But at the same time that Vividcon vidders were hesitant to post on YouTube and to share their work publicly, new fan video traditions were evolving on YouTube. There were and are many vidders and fan vidding communities on YouTube that did not necessarily emerge from or align themselves with the traditions of Vividcon and/or VCR vidding. The vids that these “YouTube vidders” (as they are sometimes called) created/create look significantly different from the still dominant aesthetic at Vividcon, one which highlights professional-feeling clean cuts, minimal special effects, music rather than dialogue for audio, and linear, legible narrative or analytic structure [ (( Katharina Freund, “I Thought I Made a Vid, But Then You Told Me That I Didn’t: Aesthetics and Boundary Work in the Fan Vidding Community,” in eds. Eduardo Navas, Owen Gallagher, and xtine burrough, The Routledge Companion To Remix Studies (New York: Routledge, 2015). ))]. In contrast, many “YouTube vids” layer dialogue as well as image, and incorporate filters and overlays, sometimes/often in abundance.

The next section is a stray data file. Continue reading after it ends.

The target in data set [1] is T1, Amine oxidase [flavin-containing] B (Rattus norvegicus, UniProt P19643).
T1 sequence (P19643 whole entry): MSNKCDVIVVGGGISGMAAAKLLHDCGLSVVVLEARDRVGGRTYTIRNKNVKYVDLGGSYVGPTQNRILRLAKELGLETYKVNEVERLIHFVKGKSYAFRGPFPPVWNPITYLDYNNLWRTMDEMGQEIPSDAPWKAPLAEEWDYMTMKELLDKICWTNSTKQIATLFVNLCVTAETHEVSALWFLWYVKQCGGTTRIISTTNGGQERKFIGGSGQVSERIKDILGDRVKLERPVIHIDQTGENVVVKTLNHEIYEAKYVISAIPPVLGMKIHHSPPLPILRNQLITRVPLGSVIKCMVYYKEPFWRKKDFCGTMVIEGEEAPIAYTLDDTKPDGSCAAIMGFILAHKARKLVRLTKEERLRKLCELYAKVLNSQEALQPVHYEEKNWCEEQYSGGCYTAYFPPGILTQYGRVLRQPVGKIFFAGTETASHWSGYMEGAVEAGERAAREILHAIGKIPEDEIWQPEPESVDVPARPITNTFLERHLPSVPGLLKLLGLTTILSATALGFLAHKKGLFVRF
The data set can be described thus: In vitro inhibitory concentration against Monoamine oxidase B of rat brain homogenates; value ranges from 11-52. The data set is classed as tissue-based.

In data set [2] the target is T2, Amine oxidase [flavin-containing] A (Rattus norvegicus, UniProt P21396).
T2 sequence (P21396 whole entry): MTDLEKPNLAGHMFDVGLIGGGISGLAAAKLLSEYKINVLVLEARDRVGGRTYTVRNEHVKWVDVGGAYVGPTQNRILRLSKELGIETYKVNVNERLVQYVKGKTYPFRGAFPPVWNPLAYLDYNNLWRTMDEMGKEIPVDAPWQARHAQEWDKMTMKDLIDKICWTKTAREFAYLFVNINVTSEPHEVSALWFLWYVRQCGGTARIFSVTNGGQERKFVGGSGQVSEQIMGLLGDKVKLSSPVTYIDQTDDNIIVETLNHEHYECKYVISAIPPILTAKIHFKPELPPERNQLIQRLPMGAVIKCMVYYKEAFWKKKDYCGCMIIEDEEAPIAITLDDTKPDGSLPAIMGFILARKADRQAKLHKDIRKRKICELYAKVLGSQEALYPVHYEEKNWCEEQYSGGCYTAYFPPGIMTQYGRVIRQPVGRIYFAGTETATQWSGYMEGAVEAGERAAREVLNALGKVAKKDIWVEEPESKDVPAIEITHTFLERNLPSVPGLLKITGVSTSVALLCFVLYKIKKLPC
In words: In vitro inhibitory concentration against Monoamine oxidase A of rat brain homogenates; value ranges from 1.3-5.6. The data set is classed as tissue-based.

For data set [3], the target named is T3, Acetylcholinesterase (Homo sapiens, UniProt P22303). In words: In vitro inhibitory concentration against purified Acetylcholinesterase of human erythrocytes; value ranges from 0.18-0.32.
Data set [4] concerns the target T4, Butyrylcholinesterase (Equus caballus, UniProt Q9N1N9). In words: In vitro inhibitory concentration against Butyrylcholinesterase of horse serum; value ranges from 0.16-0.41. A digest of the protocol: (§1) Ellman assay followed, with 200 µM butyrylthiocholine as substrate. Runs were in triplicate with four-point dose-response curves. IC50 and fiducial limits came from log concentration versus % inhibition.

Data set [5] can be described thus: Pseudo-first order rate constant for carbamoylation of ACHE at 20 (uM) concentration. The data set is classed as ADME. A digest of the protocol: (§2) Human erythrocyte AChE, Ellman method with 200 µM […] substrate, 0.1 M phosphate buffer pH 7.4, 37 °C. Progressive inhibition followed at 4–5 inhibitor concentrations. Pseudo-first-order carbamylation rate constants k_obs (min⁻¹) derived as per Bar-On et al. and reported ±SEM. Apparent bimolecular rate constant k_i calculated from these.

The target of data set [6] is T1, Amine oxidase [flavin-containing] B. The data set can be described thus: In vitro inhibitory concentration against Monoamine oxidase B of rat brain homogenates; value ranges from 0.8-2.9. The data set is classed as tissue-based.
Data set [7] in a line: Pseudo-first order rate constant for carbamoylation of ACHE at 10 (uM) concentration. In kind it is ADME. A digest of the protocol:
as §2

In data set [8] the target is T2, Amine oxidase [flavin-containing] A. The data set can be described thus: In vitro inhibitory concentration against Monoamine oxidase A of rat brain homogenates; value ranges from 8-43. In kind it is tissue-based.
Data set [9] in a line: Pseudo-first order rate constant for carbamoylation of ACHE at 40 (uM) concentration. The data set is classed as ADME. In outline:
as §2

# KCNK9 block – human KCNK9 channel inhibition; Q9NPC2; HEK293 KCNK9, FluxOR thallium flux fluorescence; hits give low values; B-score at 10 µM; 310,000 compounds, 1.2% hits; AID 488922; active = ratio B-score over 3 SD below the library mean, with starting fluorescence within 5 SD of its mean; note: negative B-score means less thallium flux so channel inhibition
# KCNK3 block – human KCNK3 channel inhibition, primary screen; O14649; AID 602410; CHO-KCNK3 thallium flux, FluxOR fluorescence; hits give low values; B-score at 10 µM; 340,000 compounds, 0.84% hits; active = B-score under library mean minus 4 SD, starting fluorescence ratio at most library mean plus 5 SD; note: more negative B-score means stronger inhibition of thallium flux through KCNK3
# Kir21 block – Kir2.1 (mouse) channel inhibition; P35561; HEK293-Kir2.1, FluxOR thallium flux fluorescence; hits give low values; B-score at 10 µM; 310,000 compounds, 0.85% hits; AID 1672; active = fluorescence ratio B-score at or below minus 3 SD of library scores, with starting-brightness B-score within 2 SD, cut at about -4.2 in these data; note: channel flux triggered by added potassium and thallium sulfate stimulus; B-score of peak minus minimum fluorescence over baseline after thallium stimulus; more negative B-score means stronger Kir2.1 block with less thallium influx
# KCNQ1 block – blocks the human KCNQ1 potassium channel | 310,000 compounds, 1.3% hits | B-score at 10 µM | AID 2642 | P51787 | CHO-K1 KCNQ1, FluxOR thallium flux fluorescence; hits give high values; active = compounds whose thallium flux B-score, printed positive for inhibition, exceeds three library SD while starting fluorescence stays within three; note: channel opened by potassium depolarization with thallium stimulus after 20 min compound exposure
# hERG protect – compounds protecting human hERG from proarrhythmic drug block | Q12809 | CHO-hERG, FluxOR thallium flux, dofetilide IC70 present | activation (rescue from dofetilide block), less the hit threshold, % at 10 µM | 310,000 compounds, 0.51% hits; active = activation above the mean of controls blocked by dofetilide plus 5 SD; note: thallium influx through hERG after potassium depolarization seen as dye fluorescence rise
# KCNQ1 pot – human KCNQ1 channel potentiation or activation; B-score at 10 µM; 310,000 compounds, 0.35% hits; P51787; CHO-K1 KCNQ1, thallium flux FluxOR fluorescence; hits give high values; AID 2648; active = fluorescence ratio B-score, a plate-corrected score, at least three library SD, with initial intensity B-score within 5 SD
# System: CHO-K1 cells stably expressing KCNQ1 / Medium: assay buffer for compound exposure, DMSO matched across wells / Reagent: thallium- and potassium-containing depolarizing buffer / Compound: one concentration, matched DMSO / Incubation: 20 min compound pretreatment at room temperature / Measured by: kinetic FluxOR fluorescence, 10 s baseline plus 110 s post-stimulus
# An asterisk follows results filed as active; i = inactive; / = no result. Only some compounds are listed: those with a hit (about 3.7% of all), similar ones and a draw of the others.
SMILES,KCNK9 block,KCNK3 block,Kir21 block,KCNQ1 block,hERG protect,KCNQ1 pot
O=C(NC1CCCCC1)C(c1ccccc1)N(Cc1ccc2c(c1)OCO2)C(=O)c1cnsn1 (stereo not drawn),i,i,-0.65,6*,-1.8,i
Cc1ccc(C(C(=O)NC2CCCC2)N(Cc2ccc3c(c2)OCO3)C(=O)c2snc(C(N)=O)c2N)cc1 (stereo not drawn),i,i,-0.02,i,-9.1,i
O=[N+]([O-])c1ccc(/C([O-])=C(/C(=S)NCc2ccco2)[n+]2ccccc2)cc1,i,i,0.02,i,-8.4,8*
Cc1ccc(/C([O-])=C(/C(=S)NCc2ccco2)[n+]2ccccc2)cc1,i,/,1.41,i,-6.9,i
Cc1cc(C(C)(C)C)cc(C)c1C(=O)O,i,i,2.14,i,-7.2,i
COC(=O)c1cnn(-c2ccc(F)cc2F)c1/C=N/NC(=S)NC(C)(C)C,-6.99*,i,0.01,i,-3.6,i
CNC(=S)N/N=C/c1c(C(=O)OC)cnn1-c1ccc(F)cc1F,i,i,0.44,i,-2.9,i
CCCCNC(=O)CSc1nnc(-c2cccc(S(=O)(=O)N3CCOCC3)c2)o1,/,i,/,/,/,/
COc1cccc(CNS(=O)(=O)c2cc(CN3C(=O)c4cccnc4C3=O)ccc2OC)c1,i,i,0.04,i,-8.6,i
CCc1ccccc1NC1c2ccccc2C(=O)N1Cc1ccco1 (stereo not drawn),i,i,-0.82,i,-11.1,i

At Vividcon, congoers have debated the relationship between the Vividcon community and other evolving fan vidding and remix traditions, aesthetics, and interfaces for sharing, in panels like the 2007 “Town Hall on Vidding and Visibility.” At the 2012 Vividcon panel entitled “Forever Reblog: Vid Audiences on Tumblr, Twitter, YouTube, etc.,” we talked about whether vidders should experiment, migrate, and embed these new interfaces and/or the aesthetics evolving on them. The overall tone was open and encouraging, with people giving tips about how to publicize, self brand, and link across interfaces.

Vividcon 2015

Vividcon 2015

Now, in 2015, Vividcon has grown in tremendous ways—most notably its streaming vidshows that have allowed greater access to those unable to attend the conference in person. Its panel and vid show topics continue also to encourage a diversity of approaches, perspectives, and fannish identification. And yet I fear that the vidding community might still be facing its own transience—that it might not live on if it does not enter more fully into conversation with evolving fan video and remix video cultures. Yes, Vividcon has a Tumblr and many vids circulate on Tumblr, and a fair amount of vidders post their work to YouTube as well as to Vimeo. But an us versus them/ours versus theirs mentality still lurks, not shared by all, but it’s there, arguably motivated by an understandable fear of loss—loss of the aesthetics, culture, and values specific to the vidding/Vividcon communities.